Netanyahu and Barak V. Israel's Defense Community

J. J. Goldberg weighs in on the rift between political figures in Israel on a potentially immanent strike on Iran.

Uriel Sinai / Getty Images

One of the most astonishing features of Israel's current debate over the Iranian threat is the utter failure of the country's two top leaders, Prime Minister Benjamin Netanyahu and Defense Minister Ehud Barak, to win significant support for an Israeli attack on Tehran's nuclear installations.

Despite months of jawboning and arm-twisting, they have achieved little except to unite the top echelon of Israel's security establishment against them. Nearly every current and former senior figure in the military and intelligence services is now openly opposed to their civilian bosses' war option.

The extent of Netanyahu's and Barak's isolation is little understood. Yes, a majority of the Israeli public is against an Israeli attack without full American backing, polls show. Netanyahu and Barak haven't even persuaded a majority of their own senior ministers to back a military strike. Among Israel's military and intelligence professionals, however, opposition is virtually unanimous.

And the harder Netanyahu and Barak push, the wider the rift grows. In recent months, some of the most senior figures in Israel's security establishment have broadened their attack on Netanyahu's policies and begun linking the neutralization of the Iranian threat to a revival of the Israeli-Palestinian peace process. They say that Israel must get back to the negotiating table and restore forward movement on the Palestinian front in order to reduce its global diplomatic isolation and to ease the entry of Sunni powers like Saudi Arabia and Turkey into an active anti-Iran axis.

It's important to note that advocates of this Iran-Palestinian linkage include not just veteran moderates like former Shin Bet director Ami Ayalon but even hard-liners like longtime Netanyahu security adviser Uzi Arad, the former director of Israel's national security council sometimes known as “Israel's Dr. Strangelove.” Both Ayalon and Arad have outlined the case for linkage to me in recent weeks in nearly identical terms. And they're not the only ones.

This position constitutes a profound challenge to Netanyahu on three separate levels. First, it presupposes that there are steps Israel can take to restore the peace process, and that the breakdown is not entirely the Palestinians' fault. Second, it challenges the long-held Israeli diplomatic axiom that there is no necessary connection between the deadlock in Israeli-Palestinian relations and troubles elsewhere in the region. Third, it assumes that a viable Israeli-Palestinian peace agreement is within reach.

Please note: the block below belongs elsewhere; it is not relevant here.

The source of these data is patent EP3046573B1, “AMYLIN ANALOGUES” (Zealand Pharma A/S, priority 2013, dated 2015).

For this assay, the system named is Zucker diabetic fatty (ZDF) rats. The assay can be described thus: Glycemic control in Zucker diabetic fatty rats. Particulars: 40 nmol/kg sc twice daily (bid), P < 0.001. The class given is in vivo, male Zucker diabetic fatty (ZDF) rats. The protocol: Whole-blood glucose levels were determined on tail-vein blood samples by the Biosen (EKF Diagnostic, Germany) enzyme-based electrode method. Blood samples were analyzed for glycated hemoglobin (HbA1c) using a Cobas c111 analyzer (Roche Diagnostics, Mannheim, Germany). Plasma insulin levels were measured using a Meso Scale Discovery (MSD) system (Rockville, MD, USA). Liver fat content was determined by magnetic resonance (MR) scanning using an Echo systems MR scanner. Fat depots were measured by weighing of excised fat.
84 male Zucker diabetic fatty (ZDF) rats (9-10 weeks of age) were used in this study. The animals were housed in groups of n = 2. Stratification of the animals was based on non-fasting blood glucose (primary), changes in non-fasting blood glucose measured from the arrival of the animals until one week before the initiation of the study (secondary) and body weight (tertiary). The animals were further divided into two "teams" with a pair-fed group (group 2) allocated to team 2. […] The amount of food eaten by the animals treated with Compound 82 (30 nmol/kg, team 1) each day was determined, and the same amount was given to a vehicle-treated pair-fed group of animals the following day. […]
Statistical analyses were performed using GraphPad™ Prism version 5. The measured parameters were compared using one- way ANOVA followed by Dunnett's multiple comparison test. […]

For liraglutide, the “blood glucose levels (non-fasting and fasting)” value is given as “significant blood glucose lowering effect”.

Agreement on this third point is not unanimous. Some former military and intelligence service chiefs argue that tensions can be reduced through good-faith progress even though the end-point is not yet visible. But the majority view, based on public statements and my own conversations with principals, appears to be that an Israeli-Palestinian peace agreement can be achieved—and must be, in order to turn the tables and isolate Iran.

In fact, it's worth noting that some who advocate a possible Israeli military strike, like former deputy defense minister Ephraim Sneh, share the view that reviving talks with the Palestinians is an urgent first step before such an attack.

Right now the case for linkage is heard only from a fairly small group of former security chiefs. It must be remembered, though, that that's how opposition to the Netanyahu-Barak military option began. Israelis and foreign observers alike were shocked in January 2011 when former Mossad director Meir Dagan spoke against the military option in Knesset testimony immediately after leaving the job. In the months that followed he sharpened his attacks, despite furious criticism, eventually making his now-famous statement to a closed forum in May that an attack on Iran was “the stupidest idea I've ever heard.” Less noticed, his views won endorsement from a succession of former military and intelligence chiefs.

Then, in December 2011, in an utterly unprecedented step, current Mossad director Tamir Pardo publicly challenged the main thrust of the Netanyahu-Barak war argument, declaring in a speech that Iran was “not necessarily an existential threat” to Israel. In April 2012 current military chief of staff Benny Gantz took a similar step, telling Haaretz in an interview that Iran had not decided to build a weapon and that diplomatic and economic measures might persuade it not to because Iran's leaders are “very rational people.”

The unanimity of the current security team was driven home in a shocking way in an August 10 report in Yediot Ahronot by two of Israel's most respected journalists, Nahum Barnea and Shimon Shiffer, cataloguing the familiar names of the country's top officers: Israel Defense Forces Chief of Staff Benny Gantz, Air Force chief Amir Eshel, Military Intelligence chief Aviv Kochavi, Mossad director Tamir Pardo, Shin Bet director Yoram Cohen. A few had spoken before. Others had had their views leaked. Seeing the names listed so graphically in the country's largest-circulation paid newspaper was a bombshell, however.

This sort of rift between the political leadership and the defense community is highly unusual in a functioning democracy. It's not unknown for military professionals to question their civilian bosses' reluctance to use force. It's hard to think of another case where the security elite was so united in viewing the political leadership as reckless adventurists.